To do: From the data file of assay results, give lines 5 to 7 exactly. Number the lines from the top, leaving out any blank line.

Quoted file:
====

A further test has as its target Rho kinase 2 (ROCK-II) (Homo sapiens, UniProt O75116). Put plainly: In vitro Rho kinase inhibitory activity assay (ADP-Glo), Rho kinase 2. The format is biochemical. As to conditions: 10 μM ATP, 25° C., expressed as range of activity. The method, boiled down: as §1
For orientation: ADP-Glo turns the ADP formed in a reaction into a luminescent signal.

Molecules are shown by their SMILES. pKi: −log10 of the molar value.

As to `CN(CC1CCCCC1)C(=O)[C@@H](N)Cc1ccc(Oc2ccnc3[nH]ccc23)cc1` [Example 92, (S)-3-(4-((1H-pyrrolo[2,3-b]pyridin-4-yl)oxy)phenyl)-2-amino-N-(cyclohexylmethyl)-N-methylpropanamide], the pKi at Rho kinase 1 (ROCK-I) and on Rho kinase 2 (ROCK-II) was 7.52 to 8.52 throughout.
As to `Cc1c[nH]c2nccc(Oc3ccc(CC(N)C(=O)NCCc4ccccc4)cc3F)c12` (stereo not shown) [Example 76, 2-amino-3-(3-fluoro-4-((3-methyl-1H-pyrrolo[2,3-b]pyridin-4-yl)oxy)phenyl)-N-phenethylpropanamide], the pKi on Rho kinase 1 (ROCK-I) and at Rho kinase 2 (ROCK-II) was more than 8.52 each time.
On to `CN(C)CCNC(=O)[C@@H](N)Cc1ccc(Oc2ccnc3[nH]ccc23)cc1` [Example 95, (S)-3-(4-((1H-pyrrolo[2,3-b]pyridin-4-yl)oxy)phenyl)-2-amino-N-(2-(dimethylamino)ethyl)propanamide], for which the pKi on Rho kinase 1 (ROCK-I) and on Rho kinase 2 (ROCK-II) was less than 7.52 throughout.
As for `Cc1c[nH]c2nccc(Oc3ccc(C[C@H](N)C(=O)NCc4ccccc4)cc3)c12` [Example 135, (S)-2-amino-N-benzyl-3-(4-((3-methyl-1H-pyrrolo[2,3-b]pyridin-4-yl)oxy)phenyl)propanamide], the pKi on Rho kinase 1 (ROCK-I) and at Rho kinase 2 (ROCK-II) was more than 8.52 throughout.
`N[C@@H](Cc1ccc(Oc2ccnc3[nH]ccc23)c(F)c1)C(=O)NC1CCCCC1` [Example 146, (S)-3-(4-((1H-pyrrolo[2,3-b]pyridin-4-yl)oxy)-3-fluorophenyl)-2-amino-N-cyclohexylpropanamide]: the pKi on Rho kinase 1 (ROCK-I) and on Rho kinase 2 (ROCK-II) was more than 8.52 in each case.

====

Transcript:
As to `Cc1c[nH]c2nccc(Oc3ccc(CC(N)C(=O)NCCc4ccccc4)cc3F)c12` (stereo not shown) [Example 76, 2-amino-3-(3-fluoro-4-((3-methyl-1H-pyrrolo[2,3-b]pyridin-4-yl)oxy)phenyl)-N-phenethylpropanamide], the pKi on Rho kinase 1 (ROCK-I) and at Rho kinase 2 (ROCK-II) was more than 8.52 each time.
On to `CN(C)CCNC(=O)[C@@H](N)Cc1ccc(Oc2ccnc3[nH]ccc23)cc1` [Example 95, (S)-3-(4-((1H-pyrrolo[2,3-b]pyridin-4-yl)oxy)phenyl)-2-amino-N-(2-(dimethylamino)ethyl)propanamide], for which the pKi on Rho kinase 1 (ROCK-I) and on Rho kinase 2 (ROCK-II) was less than 7.52 throughout.
As for `Cc1c[nH]c2nccc(Oc3ccc(C[C@H](N)C(=O)NCc4ccccc4)cc3)c12` [Example 135, (S)-2-amino-N-benzyl-3-(4-((3-methyl-1H-pyrrolo[2,3-b]pyridin-4-yl)oxy)phenyl)propanamide], the pKi on Rho kinase 1 (ROCK-I) and at Rho kinase 2 (ROCK-II) was more than 8.52 throughout.